Welcome to SPORTY GIRL BOOKS. At SPORTY GIRL, we want to give all girls the chance to love, watch, play, read, and write about any sport that interests them. We look forward to the day when the words, "You play like a girl," is the biggest compliment anyone can receive.

Wednesday, December 21, 2016

Happy Holidays with a heartwarming book: HAPPY LIKE SOCCER

The holidays are typically a happy occasion to spend quality time with family and friends. If you’re like my family – there’s always some competitive activity going on whether it was ice skating on the Pine River while growing up in Michigan, running a Christmas Town Dash, or taking a brisk walk after New Year’s dinner to “make room for dessert.” Participating in sports always makes me happy. HAPPY LIKE SOCCER is a picture book with marvelous watercolor illustrations and is a story about more than just a love of playing soccer. Sierra, the main character, doesn’t have family members able to come cheer her on at soccer games since her team plays in the suburbs far from where she lives in the city. Reading this made me recall my senior year in high school when (due to my father’s illness) my parents were absent most of the swim season. It was tough to glance at the bleachers from the starting block and see other parents cheering for their daughters but no one able to be there for me. I recall feeling very alone, and I had forgotten about that sad time until I read this book. In this story, Sierra lives with her Auntie who works at Café Garcia on Saturdays and can’t take time off to watch her games. One weekend, however, her boss allows her to switch shifts from Saturday to Sunday so she can attend her niece’s game, but darn luck would bring a storm that causes it to be canceled. What transpires after that, however, is an uplifting solution that brings to light the impact sports have on inner city neighborhoods and communities. Children of all backgrounds deserve to have an opportunity to play where they live and have access to safe playing fields. They also deserve to be cheered on by family members and neighbors and to hear their name called out as they dribble down the field, get a block on a shot, or score a goal. I highly recommend HAPPY LIKE SOCCER for a holiday read or gift for sporty girls who like soccer or any other sport.

Wednesday, December 7, 2016

Three Sporty Girl Books on the Connecticut Nutmeg Lists

I'm so excited to see that all three 2017 Connecticut Nutmeg Award Lists have sporty girl books. We have spoken about Roller Girl (Immediate List)  on this blog before, so today I'm going to introduce you to Queen of the Diamond (Elementary List) and A Time to Dance (Teen List). Both books are about girls that never let anyone stop them from following their dreams.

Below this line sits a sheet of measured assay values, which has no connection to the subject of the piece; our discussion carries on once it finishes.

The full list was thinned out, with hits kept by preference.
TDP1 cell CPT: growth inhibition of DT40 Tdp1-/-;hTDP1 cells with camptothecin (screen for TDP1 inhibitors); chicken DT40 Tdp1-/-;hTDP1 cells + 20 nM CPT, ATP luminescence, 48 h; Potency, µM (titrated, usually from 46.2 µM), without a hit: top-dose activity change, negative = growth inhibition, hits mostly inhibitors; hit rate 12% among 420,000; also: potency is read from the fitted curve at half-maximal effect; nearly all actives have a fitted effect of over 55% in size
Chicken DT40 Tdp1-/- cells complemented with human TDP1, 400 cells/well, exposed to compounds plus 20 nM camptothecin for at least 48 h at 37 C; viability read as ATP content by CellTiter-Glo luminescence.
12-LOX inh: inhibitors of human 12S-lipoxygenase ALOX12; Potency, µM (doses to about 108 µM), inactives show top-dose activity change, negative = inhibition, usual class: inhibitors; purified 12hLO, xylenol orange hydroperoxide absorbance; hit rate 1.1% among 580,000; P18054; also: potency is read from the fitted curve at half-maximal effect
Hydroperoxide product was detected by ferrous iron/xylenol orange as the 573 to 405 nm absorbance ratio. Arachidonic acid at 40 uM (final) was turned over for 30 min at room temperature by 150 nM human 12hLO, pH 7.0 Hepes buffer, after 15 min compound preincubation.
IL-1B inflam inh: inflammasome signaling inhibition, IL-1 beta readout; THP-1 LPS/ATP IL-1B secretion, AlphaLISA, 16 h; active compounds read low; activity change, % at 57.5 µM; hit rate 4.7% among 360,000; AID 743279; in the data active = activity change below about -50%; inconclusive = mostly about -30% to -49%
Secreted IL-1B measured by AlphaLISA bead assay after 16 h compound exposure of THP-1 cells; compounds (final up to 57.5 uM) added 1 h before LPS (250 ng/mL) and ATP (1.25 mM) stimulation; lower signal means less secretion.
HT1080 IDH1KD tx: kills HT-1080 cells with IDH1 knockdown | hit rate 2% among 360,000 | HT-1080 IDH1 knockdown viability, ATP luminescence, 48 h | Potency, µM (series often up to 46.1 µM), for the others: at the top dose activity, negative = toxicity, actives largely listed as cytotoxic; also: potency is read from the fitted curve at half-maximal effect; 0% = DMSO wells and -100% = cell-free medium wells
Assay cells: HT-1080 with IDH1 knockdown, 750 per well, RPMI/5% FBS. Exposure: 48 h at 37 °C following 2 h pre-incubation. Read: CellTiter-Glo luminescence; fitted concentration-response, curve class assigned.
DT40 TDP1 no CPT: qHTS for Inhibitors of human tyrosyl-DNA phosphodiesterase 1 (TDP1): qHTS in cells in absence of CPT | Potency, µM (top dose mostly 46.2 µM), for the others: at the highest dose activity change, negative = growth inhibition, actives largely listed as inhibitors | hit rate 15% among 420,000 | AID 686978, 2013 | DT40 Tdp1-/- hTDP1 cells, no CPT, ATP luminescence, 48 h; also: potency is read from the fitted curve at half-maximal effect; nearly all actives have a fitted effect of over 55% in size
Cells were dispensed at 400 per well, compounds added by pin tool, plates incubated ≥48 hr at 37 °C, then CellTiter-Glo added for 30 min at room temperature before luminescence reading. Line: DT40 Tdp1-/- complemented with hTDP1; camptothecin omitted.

Queen of the Diamond is the true story of Lizzie Murphy.

Here's the blurb from IndieBound:
Lizzie Murphy was good at baseball. In fact, she was better than most of the boys. But she was born in 1900, and back then baseball was not a game for girls. Lizzie practiced with her brother anyway, and then she talked her way onto the local boys' team, first as a batboy, then as a player. Everyone was impressed by her hard catches and fast pitches. By the time she turned fifteen, she was playing for two different amateur boys' teams. When she turned eighteen, Lizzie did something else that women weren't supposed to do: she signed up with a professional baseball team, determined to earn her living playing the game.

Want to learn more about Lizzie Murphy? Here are some great articles about her baseball experience. 

Science of Baseball: Lizzie Murphy
Today I Found Out

I read A Time to Dance this summer and fell in love with this book.

Here's the blurb from IndieBound:
Veda, a classical dance prodigy in India, lives and breathes dance so when an accident leaves her a below-knee amputee, her dreams are shattered. For a girl who's grown used to receiving applause for her dance prowess and flexibility, adjusting to a prosthetic leg is painful and humbling. But Veda refuses to let her disability rob her of her dreams, and she starts all over again, taking beginner classes with the youngest dancers. Then Veda meets Govinda, a young man who approaches dance as a spiritual pursuit. As their relationship deepens, Veda reconnects with the world around her, and begins to discover who she is and what dance truly means to her.

Good luck to all three sporty girl books. If you are a kid in Connecticut, make sure to read your Nutmeg list so you can vote for your favorite in April!